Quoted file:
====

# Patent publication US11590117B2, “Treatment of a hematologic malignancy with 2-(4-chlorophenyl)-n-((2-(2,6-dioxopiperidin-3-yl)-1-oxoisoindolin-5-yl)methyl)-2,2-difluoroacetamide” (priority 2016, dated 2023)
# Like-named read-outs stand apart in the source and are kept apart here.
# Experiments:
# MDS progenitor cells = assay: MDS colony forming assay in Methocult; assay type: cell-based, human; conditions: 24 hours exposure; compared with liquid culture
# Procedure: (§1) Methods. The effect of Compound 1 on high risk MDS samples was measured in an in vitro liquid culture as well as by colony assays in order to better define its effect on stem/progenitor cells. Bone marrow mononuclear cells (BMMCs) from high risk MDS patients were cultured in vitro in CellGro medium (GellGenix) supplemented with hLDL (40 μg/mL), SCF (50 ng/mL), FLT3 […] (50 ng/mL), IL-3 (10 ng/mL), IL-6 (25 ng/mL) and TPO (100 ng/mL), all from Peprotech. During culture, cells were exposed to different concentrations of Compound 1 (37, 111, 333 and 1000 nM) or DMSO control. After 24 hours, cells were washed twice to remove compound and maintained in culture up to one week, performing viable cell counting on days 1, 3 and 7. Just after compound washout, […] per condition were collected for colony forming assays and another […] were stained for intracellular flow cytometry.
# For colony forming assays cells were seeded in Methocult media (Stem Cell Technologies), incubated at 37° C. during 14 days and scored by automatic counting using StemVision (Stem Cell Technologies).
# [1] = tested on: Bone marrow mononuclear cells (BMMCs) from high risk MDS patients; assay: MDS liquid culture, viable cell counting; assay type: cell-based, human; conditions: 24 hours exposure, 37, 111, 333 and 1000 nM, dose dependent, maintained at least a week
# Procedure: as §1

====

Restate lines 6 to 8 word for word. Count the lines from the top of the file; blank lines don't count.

# For colony forming assays cells were seeded in Methocult media (Stem Cell Technologies), incubated at 37° C. during 14 days and scored by automatic counting using StemVision (Stem Cell Technologies).
# [1] = tested on: Bone marrow mononuclear cells (BMMCs) from high risk MDS patients; assay: MDS liquid culture, viable cell counting; assay type: cell-based, human; conditions: 24 hours exposure, 37, 111, 333 and 1000 nM, dose dependent, maintained at least a week
# Procedure: as §1